Check-in with DOS's Charlie Oppenheim

Check-in with DOS's Charl…

AILA's Department of State (DOS) Liaison Committee checks in each month with Charlie Oppenheim, the Chief of the Visa Control and Reporting Division at DOS for updates about Visa Bulletin progress. Oppenheim also provides analysis of current trends and predicts future visa availability. His predictions of Final Action Date movement are based on his analysis of movement in each category over recent months and cases that are currently pending at the USCIS National Benefits Center. AILA posted about the most recent check in on April 18, 2019. First, he answered some member questions. Then, he discussed his predictions for movement in family-based and employment-based preference categories.

Family-Based Preference Categories

Due to low demand over the past few months in family-based preference categories, Final Action Dates have generally advanced rapidly. If demand were to increase, however, it would lead to a lack of movement or potentially retrogression. In contrast with this steady forward movement in most categories, FB Mexico categories have not moved much due to high demand. Oppenheim does not expect movement for the rest of FY2019, and forsees some retrogression in some FB Mexico categories.

USCIS will provide more detailed projections for family-based preference categories in a few weeks.

Employment-Based Preference Categories

Because of a shift in policy that required EB adjustment of status (AOS) applicants to interview at USCIS District Field Offices which led to fears of longer processing times, there has been a significant increase in consular processing. Oppenheim predicts, however, that consular processing will decline soon as applicants become more comfortable with the new AOS interview process. As a result of these lower rates of USCIS office use for filing AOS applications, Oppenheim was concerned that the annual limit would not be reached. However, this was not the case.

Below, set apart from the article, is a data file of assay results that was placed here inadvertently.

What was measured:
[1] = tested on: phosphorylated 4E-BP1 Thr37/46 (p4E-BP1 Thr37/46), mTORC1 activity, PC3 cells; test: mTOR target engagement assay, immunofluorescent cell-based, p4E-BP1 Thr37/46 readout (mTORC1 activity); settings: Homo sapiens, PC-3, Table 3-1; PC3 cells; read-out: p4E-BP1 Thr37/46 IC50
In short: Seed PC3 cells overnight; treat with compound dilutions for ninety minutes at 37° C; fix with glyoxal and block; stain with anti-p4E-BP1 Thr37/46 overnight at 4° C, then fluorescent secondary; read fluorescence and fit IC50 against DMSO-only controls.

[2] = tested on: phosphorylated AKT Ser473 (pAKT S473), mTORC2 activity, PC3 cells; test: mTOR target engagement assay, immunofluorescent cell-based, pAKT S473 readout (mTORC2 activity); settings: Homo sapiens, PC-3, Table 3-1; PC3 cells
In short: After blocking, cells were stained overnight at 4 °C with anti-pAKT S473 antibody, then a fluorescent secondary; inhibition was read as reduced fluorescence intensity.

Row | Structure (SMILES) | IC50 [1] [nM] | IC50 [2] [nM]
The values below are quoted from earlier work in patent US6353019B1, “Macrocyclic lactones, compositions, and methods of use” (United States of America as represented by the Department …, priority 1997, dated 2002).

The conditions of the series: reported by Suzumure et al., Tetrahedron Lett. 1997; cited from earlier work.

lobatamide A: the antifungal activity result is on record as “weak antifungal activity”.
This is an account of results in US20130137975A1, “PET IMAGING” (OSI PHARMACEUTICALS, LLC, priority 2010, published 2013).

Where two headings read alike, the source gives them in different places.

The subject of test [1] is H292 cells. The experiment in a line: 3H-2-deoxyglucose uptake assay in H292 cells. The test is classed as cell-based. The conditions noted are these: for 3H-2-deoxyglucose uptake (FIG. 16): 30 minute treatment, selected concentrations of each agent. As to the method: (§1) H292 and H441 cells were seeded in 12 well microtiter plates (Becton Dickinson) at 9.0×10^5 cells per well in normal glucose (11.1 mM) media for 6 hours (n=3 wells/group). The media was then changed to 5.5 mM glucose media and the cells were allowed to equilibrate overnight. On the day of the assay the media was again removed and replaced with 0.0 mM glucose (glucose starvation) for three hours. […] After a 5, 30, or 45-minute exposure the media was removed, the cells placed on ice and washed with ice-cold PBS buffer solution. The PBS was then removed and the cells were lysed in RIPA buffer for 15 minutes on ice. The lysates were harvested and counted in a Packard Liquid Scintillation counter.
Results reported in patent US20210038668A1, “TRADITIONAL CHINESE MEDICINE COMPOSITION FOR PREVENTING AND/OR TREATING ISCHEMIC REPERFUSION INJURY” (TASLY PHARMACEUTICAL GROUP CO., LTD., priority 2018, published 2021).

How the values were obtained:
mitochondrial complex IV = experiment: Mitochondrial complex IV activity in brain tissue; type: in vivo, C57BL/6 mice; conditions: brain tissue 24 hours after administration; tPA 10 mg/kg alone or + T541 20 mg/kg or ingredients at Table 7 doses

Demand for EB-1 Worldwide remains consistent, and it is unlikely that it will return to 'current' for the remainder of FY2019. Oppenheim also predicts that EB-1 India will not advance and that the Final Action Date will return to February 22, 2017 at the start of FY2020. He expects EB-1 China to advance to May 8, 2017 in next month's visa bulletin.

Oppenheim predicts that EB-2 will remain current through the rest of the fiscal year. EB-2 China will advance to November 1, 2016 in the July visa bulletin, but Oppenheim warns that if demand increases, advancements in this category will slow down or stop. EB-2 India will likely advance slowly;  demand is currently very high. There are 14,000 Indians with pending AOS applications filed in 2012. It is possible that lower EB-2 Worldwide demand will help this category advance this summer, but Oppenheim is unsure. USCIS assures AILA members that this situation is being closely monitored.

EB-3 Philippines will become current and EB-3 Mexico and EB-3 Worldwide will remain current in July 2019 according to Oppenheim. He expects EB-3 China to advance to January 1, 2016 in July and notes that demand for this category is increasing. The Final Action Date for EB-3 India will not move forward next month, and Oppenheim is unsure when it be able to advance.

Final Action Dates for EB-4 will remain current for most countries except El Salvador, Guatemala, Honduras, and Mexico. Oppenheim predicts that Final Action Date for these countries will remain at July 1, 2016 for the rest of FY2019.

The Final Action Date for EB-5 China is likely to remain for the rest of the fiscal year. EB-5 Vietnam and EB-5 India will reach their per country limits next month.

For More Information:

Read the June 2019 Visa Bulletin here and our blog post about it here.

This blog post does not serve as legal advice and does not establish any client-attorney privilege. If you have any questions, please do not hesitate to contact our legal team directly.

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This information comes from a news release from the American Immigration Lawyers Association (AILA Doc. No. 14071401).

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